Small Shen is the amazing story of Gold - a stone spirit and a chronic troublemaker in the court of the great Gods of Chinese mythology. A mix of Kylie Chan's brilliant storytelling and Queenie Chan's beautiful illustrations, Small Shen is a fantastic treat for fans of White Tiger. Readers will be thrilled to discover the events leading up to John Chen and Emma Donahoe's story in this wonderful prequel.
Shown through Queenie Chan's stunning illustrations and comics, the story follows the stone spirit Gold's entertaining adventures throughout history. His escapades include seducing a dragon princess, attempting to steal one of the Tiger's wives, making bets with demons, and working for the Blue Dragon of the East. Eventually, as a result of his crimes against Heaven and his constant philandering, Gold is ordered to join the household of Xuan Wu, the Dark Lord of the Northern Heavens. Xuan Wu is also known as John Chen, a Hong Kong businessman.
The story then follows Gold and Jade - the dragon princess - in contemporary Hong Kong. The two small shen must help guard John Chen's beloved human wife and baby daughter from demon attack. John Chen is vulnerable to attack while living on Earth, but his family are in the most danger of all...
Small Shen is a unique piece of work for fans of Kylie Chan to treasure, but also a fantastic introduction to this gripping series.
A most intriguing book, I must say. I have always held an interest in mythology from many cultures, but I admit the Asian ones tend to get a bit confusing when it comes to the "rules and regs" they are bound by... or not, in many cases. None the less, this was a book well worth exploring, as it made a point of breaking up the large volume of words with scenes rendered in cartoon, or more aptly, graphic-novel, style panels, giving the reader a welcome break from the bulk text.
I have not read any of the stories this book forms a companion with, eg. White Tiger, which this story is a prequel to, but that doesn't detract from the story in the least. In fact, the author even explicitly states this at the start of the book. That was a great relief to read, I tell you, as characters in Chinese mythos can get very muddled due to a great many entities with very similar natures, abilities and personalities.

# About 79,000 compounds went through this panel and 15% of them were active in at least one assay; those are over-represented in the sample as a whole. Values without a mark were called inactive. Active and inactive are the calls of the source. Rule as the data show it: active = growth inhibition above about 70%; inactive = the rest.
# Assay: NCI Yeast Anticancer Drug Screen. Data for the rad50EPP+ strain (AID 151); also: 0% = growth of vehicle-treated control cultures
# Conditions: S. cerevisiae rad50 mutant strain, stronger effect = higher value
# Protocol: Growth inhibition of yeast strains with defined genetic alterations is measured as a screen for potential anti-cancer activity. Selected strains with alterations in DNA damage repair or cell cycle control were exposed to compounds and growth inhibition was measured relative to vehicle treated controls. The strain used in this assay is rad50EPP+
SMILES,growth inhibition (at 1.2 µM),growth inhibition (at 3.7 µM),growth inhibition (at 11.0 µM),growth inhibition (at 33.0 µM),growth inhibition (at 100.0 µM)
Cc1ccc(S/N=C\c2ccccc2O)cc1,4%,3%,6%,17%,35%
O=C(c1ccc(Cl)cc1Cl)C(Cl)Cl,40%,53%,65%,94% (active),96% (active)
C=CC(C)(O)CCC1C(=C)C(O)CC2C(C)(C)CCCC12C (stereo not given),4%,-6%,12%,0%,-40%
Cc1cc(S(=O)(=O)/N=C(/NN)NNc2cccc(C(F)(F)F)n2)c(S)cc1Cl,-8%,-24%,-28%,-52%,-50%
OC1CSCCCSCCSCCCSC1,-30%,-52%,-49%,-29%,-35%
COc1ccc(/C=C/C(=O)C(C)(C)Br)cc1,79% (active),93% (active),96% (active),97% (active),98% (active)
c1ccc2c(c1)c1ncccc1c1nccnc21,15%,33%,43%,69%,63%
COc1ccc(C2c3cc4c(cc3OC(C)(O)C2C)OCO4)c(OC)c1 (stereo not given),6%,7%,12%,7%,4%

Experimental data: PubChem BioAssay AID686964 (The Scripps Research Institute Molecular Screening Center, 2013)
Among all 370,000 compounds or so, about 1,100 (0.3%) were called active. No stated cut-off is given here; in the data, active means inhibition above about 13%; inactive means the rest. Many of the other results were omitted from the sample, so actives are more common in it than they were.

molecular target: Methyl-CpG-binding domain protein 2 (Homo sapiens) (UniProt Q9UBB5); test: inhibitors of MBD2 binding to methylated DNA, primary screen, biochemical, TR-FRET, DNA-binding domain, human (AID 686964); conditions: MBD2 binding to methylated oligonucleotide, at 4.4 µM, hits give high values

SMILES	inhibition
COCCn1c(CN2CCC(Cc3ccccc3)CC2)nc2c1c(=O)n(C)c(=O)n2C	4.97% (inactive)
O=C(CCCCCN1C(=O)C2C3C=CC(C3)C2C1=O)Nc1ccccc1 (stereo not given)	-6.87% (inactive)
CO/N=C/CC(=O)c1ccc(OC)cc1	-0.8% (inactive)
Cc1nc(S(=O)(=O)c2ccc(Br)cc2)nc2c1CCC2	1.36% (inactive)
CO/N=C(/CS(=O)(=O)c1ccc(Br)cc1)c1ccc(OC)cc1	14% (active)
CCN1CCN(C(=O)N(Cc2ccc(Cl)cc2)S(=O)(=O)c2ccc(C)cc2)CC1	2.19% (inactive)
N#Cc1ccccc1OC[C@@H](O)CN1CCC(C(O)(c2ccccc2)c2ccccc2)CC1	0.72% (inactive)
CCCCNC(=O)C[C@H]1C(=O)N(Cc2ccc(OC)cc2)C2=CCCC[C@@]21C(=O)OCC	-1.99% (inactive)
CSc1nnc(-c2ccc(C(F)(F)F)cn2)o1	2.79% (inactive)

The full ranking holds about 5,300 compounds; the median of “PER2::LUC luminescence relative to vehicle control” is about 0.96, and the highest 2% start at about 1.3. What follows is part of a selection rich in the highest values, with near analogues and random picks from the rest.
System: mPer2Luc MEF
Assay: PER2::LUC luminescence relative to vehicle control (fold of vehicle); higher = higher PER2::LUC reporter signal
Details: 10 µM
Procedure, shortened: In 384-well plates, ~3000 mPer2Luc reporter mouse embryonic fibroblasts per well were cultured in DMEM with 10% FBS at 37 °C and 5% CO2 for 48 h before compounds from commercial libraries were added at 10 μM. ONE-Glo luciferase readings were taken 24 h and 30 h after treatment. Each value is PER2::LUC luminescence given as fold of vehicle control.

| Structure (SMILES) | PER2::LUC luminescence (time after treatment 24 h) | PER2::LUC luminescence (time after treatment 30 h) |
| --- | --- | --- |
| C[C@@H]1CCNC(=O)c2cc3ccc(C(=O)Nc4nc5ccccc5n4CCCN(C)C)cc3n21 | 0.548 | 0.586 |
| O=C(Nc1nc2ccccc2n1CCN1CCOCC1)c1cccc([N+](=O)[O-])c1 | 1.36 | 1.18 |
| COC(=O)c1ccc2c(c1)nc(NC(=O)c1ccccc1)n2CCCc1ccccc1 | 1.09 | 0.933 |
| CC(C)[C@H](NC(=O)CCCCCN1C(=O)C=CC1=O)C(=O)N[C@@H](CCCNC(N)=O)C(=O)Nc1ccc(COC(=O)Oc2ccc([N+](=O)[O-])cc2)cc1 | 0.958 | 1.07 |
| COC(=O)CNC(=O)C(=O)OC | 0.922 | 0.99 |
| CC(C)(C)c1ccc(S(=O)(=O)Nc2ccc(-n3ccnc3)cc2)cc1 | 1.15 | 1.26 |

A nice quiet read to have when lazing in the sun, or perched on a chair in a doctor's waiting room. I took it with me on a recent visit to the doc for my youngest to get his booster shots, and it generated some interest amongst the other "pending souls" waiting for their chance to seek advice from a medical oracle. It was quite nice to have an easy opportunity to introduce a good book to a group of strangers.
Overall, a worthwhile book to have handy, though some may feel it a little overpriced for what you get in your hand... but it's more about what you get inside the covers that sets the price for me, and for that this book was reasonably well priced. Certainly worth watching for sales and discounts at your favoured bookseller, if you want to snap this up as a great deal though. Knock 10% off the price and you have a real bargain!
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